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Tom Dumoulin: Cycling’s butterfly that got away

The Dutch superstar could no longer find the balance between pain and gain, and the peloton will be a lesser place without him.

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Tom Dumoulin seemed too smart and too nice to be a bike racer.

Not that being a hard-edged bastard is required to be a top WorldTour pro, but it helps.

On Friday, the best male rider to come out of the Netherlands in decades decided to call it quits on his career.

Dumoulin, ever the open book with his emotions and feelings, will ride through the end of the season, and put an end to a fabulous racing career that reached the highest heights of professional racing but also touched some of the sport’s lowest depths.

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His decision Friday to turn the page on his career seemed written in the stars last year after his surprising and abrupt stop at the beginning of the 2021 season.

Known as the “Butterfly of Maastricht,” Dumoulin used to float up Europe’s steepest mountains, and then deliver a sting in the time trials.

After winning the 2017 Giro d’Italia and finishing second in the Tour de France the following year, Dumoulin seemed poised for greatness.

Instead, he was overwhelmed by the spotlight that came with being a sports celebrity and the demands of being an elite athlete in the unforgiving world of professional bike racing.

Citing fatigue, burnout, and almost boredom in the process, sacrifice, and routine required to chisel, hone, and sculpt a body, Dumoulin couldn’t hide the fact that he was simply over it.

Or at least over the intensity, scrutiny, and absolute dedication that it requires to be at the very top of the grand tour heap.

Dumoulin loves to ride and race his bike. That was obvious when he returned last year to win the silver medal in the Tokyo Olympic Games in the individual time trial.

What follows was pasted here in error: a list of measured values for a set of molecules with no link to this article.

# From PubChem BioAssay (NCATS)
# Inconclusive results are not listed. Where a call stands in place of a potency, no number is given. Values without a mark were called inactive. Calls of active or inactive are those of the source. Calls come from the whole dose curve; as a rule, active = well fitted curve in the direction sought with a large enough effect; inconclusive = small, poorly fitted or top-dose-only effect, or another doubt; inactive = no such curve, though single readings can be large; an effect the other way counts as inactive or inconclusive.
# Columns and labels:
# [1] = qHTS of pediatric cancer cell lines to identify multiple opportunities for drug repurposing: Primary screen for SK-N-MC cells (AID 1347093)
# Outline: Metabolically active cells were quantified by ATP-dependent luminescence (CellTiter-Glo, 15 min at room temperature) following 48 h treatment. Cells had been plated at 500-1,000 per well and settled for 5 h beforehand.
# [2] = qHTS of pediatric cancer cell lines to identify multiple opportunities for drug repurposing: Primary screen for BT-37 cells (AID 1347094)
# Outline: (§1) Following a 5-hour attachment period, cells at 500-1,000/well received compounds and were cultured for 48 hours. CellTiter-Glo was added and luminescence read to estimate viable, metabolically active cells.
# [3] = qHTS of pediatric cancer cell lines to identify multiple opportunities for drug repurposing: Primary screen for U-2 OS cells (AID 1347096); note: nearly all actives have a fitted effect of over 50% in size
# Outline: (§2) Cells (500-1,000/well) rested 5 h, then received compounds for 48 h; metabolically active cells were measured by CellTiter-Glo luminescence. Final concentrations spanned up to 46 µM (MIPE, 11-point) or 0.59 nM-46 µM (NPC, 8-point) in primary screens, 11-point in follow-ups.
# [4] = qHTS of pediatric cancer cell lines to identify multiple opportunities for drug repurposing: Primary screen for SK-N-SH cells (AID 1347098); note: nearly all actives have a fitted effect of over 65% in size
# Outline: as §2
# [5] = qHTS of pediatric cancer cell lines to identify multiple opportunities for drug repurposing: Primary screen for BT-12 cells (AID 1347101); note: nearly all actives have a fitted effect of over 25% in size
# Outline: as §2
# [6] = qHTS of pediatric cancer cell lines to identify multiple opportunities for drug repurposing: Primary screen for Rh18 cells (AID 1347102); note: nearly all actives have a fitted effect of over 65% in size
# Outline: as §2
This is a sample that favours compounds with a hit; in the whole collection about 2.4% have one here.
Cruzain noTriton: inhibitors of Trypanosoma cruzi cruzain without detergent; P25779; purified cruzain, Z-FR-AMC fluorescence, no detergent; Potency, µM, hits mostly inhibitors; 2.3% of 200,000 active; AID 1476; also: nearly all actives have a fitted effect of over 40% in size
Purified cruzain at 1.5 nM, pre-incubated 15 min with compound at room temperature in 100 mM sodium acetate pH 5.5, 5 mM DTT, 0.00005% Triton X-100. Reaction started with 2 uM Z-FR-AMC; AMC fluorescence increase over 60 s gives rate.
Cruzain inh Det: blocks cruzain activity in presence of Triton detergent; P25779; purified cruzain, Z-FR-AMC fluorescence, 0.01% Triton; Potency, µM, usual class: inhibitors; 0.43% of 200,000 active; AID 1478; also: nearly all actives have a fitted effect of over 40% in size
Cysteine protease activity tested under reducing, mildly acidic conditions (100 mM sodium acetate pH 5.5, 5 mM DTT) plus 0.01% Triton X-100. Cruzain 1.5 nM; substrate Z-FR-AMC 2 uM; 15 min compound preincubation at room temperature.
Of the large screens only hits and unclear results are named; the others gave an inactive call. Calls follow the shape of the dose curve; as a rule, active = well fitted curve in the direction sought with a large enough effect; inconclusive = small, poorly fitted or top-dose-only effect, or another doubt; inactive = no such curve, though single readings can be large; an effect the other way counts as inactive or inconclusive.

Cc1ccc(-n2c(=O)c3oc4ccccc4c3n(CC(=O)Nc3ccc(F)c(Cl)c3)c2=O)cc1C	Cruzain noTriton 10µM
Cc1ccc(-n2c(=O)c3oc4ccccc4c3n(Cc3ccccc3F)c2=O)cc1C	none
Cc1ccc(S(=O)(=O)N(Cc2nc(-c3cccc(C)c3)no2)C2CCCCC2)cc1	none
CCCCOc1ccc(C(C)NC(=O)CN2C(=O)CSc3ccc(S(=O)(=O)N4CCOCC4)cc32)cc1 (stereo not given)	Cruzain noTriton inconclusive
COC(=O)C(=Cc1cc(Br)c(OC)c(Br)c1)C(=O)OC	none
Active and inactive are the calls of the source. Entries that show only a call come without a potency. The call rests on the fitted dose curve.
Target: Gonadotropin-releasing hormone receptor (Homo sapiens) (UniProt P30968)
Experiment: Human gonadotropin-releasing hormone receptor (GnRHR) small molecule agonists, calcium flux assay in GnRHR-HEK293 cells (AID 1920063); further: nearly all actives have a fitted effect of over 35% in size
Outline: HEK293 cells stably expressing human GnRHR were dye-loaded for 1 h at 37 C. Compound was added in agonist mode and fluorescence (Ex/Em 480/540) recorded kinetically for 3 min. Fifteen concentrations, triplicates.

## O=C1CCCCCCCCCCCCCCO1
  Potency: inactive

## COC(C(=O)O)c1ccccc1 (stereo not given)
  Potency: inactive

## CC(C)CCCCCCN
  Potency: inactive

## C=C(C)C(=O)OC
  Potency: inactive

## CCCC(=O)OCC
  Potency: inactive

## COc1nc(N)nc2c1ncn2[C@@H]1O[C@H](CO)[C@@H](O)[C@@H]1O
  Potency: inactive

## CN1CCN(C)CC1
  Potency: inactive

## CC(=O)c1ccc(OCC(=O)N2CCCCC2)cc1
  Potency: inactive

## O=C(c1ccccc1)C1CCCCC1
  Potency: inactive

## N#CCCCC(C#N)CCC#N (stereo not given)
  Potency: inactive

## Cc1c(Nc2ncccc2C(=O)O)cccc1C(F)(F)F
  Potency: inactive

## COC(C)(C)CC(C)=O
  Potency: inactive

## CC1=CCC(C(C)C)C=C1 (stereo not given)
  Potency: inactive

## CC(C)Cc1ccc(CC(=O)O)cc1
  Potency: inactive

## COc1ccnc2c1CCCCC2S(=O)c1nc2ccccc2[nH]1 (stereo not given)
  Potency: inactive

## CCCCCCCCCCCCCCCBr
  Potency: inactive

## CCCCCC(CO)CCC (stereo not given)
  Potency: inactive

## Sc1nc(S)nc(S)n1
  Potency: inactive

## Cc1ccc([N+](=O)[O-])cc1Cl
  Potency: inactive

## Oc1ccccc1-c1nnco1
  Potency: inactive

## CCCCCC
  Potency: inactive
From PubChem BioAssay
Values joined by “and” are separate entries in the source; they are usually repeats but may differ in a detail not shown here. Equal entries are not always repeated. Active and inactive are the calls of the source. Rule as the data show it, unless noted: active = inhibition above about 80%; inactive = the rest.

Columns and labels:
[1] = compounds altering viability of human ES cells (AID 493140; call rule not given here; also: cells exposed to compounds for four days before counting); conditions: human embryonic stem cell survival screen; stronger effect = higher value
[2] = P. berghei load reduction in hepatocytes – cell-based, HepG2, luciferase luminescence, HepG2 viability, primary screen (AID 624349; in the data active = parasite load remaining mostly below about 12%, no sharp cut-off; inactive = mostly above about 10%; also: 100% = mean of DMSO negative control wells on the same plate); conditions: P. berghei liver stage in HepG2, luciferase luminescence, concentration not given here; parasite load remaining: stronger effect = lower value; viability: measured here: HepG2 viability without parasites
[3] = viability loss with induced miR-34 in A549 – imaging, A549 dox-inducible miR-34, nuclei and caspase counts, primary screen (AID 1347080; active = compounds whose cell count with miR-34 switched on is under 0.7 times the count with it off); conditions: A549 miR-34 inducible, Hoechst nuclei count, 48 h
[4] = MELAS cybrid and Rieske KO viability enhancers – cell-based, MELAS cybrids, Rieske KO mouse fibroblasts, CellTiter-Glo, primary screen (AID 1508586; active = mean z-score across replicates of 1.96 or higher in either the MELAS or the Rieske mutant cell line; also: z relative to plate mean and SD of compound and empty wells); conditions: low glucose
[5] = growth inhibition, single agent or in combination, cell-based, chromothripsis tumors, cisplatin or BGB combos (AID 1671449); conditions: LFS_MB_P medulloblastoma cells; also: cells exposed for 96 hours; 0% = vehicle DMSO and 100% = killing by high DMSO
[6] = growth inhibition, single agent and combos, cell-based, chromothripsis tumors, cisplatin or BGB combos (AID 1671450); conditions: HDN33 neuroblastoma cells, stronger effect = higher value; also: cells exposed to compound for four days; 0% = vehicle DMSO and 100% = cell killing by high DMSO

Coming into 2022, he seemed to have turned the corner on his mid-career crisis.

Over the winter, he found escape in the high-altitude roads of Colombia over the winter to train and rediscover the joy of riding.

The WorldTour, however, leaves little space for enjoyment or pure joy. That only comes in narrow slices in the form of victories or a job well-done.

Pain is the underlying currency of cycling, and if the passion and drive are missing, that pain becomes a bankrupting force.

Dumoulin said as much by stating in his goodbye message that there was an “imbalance” in what he was putting into his training and what he was getting out. In today’s number-centric reality, the final equation no longer added up.

At 31, he is both young and old in a modern peloton that sees riders turn pro when they’re teenagers and racing well into their 40s.

On paper, he should be at the “sweet spot” of his career. In the harsh reality of performance, however, his watts, power-to-weight ratios, and overall power output simply wouldn’t allow him to keep pace.

Dumoulin used to be the one dropping everyone else. Instead of being the hammer, he was the nail. That was confirmed on Mount Etna during the first week of this Giro d’Italia.

And for anyone who’s tasted the sweet honey of grand tour success, the bitter pill of being relegated to pack-fill must be hard to swallow.

Some riders can evolve into super-domestiques and road captains as they age in the peloton. That’s harder for GC captains, and harder still if the pure joy of racing is no longer there.

Dumoulin once considered a career in medicine before his innate ability turned him into a world-class pro.

In his farewell message Friday, Dumoulin said he’s relishing the reality of not knowing what his future will hold.

It must be liberating for someone who’s been measuring their meals and scheduling vacations around racing schedules to suddenly have an open road ahead of them.

It will be interesting to see if Dumoulin turns his innate curiosity and intelligence into something beyond the world of cycling. He’s hinted that he wants to stay involved in the cycling community, and it certainly would be a loss if Dumoulin completely leaves the peloton behind.

Some former riders, like Tyler Farrar, found complete new vocations in their post-racing careers. Farrar is now a firefighter in eastern Washington, giving back, he said, after an athletic career of always taking.

Whatever Dumoulin chooses to do, he can only be lauded for making the decisions that were best for him, and for what he gave to the sport.

There’s no better legacy than that.